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When Thomas Dishion began his career in psychology in the 1980s, “intervention was a pipe dream.”
“We didn’t really know if you could systemically prevent negative outcomes [in people’s lives and well-being] later down the road,” he said.
Today, the Arizona State University professor is sure of it. After three-plus decades, nearly $100 million in research funding and more than 300 published papers on child and family intervention science, Dishion is a bona fide pioneer in the field.
For his contributions to the understanding of child development and psychopathology, and how clinical psychology is conducted across the world, Dishion was recently named an ASU Regents’ Professor.
“It is a great honor,” he said. “All the work I do is on a team and I’m grateful for the colleagues that I’ve had and for the support of ASU.”
As a graduate student at the University of Oregon, Dishion became fascinated with the patterns of interaction he witnessed between mothers and their children while working at a social learning center. He was convinced there was a science behind it and wanted to figure out how it could be used to improve the human condition.
He continued to conduct research and teach at the University of Oregon until 2011 when the lure of opportunity brought him to the Valley of the Sun.
“ASU is a major innovator and the department of psychology had a strong emphasis and positive track record in prevention science,” Dishion said. “I also like the philosophy of the New American University. I do a lot of my work in community settings and I think universities need to be more actively involved in the community. ASU’s mission regarding social embeddedness fits well with my philosophy.”
At ASU, Dishion founded the REACH Institute (Research and Education Advancing Children’s Health), a research unit within the Department of Psychology dedicated to bridging the gap between university-based research and real-world practice.
“We’re taking evidence-based practices that have shown to be effective in rigorous studies and putting them in the hands of clinicians,” he said, something that is woefully needed in the field.
“You can go to a psychologist and it’s relatively unlikely that they will be using evidence-based practices when trying to support you in overcoming your issues. Some research shows only five percent of clinicians use evidence-based practices.”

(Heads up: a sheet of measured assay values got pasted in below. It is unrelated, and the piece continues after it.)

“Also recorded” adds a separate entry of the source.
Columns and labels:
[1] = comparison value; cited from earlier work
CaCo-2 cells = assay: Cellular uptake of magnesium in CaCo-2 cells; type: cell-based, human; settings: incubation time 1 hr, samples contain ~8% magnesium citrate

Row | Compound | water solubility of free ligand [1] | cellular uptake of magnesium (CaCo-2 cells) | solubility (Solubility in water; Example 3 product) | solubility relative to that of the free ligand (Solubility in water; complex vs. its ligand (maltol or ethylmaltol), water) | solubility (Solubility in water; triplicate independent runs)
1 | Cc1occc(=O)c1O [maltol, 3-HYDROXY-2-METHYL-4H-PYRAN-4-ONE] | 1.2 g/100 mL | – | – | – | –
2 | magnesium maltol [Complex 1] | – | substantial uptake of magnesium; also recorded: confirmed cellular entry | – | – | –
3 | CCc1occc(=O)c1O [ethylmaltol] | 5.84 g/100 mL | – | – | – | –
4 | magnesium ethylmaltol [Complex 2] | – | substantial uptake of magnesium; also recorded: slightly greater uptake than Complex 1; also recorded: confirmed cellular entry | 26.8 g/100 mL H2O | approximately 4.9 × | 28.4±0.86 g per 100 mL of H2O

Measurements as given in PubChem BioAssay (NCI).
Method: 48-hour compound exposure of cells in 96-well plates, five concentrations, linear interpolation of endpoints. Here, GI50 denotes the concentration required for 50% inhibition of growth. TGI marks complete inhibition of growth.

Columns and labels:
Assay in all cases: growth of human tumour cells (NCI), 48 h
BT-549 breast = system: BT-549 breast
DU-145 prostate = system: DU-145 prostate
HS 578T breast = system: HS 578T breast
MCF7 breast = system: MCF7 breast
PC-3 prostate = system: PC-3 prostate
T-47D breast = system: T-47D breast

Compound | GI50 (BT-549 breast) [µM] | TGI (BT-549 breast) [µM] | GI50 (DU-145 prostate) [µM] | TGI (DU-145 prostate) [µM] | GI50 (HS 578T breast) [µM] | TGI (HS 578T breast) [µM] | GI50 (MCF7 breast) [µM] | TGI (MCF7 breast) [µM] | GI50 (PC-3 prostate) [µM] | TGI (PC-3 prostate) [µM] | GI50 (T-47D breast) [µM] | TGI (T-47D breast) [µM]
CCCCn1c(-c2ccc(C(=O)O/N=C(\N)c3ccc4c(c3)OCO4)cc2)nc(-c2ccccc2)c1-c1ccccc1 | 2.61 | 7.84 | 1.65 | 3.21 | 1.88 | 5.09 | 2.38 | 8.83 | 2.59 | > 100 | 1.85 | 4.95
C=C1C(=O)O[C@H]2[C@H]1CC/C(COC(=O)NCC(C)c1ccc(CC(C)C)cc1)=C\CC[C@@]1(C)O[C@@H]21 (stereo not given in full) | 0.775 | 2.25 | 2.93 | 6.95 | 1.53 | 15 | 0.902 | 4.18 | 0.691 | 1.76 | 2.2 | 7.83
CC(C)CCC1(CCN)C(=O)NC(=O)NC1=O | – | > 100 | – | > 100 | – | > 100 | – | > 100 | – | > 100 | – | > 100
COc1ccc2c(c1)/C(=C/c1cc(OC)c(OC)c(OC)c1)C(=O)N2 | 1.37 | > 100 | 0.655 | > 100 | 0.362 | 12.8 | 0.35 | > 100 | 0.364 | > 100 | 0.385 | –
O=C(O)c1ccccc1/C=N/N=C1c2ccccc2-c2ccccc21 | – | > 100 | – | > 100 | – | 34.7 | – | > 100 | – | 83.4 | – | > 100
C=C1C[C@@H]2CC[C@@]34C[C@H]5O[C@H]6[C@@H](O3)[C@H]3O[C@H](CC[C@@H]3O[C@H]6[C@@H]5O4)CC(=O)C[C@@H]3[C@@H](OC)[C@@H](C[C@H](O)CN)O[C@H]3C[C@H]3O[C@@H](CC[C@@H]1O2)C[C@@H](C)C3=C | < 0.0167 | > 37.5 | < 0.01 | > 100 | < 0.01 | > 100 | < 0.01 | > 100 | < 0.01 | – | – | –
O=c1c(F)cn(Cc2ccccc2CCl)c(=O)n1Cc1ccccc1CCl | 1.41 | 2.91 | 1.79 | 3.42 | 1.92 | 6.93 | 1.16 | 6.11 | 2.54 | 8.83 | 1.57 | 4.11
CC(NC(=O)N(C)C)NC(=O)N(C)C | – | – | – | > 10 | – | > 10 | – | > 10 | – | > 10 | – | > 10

Currently, researchers at REACH are looking into effective interventions for families and students who have recently emigrated from Mexico to the U.S., to help them be successful in secondary school. Another project looks at the effectiveness of incorporating the Family Check-Up, one of the institute’s most widely disseminated programs, with the federally-funded Special Supplemental Nutrition Program for Women, Infants, and Children (WIC).
The Family Check-Up provides parent management training, teaching them positive-behavior support, healthy limit-setting and relationship-building.
Dishion also has made distinctive contributions to do with adolescent aggression in peer groups. When a type of therapy meant to reduce aggression was shown to actually increase it, Dishion wanted to know why. He found that some friendships are organized around violence, where adolescents connect by talking about hurting other people, and that talk can escalate to real violence.
Dishion called the phenomenon “coercive joining.” It uses such tactics such as fear mongering, name-calling, bullying and emotional manipulation to force others into complying with certain behaviors.
His findings related to coercive joining are especially relevant nowadays, he said, because “there is so much influence of rhetoric, and a lot of the population is beginning to talk about other groups in negative ways. That’s really socially significant and important, and we need leadership to not engage in that kind of rhetoric because it grows to violence.”
Designing an intervention for coercive joining is on Dishion’s agenda. He hopes to find peaceful ways of reducing the formation of violent groups that everyone can use.
Top photo courtesy pixabay.com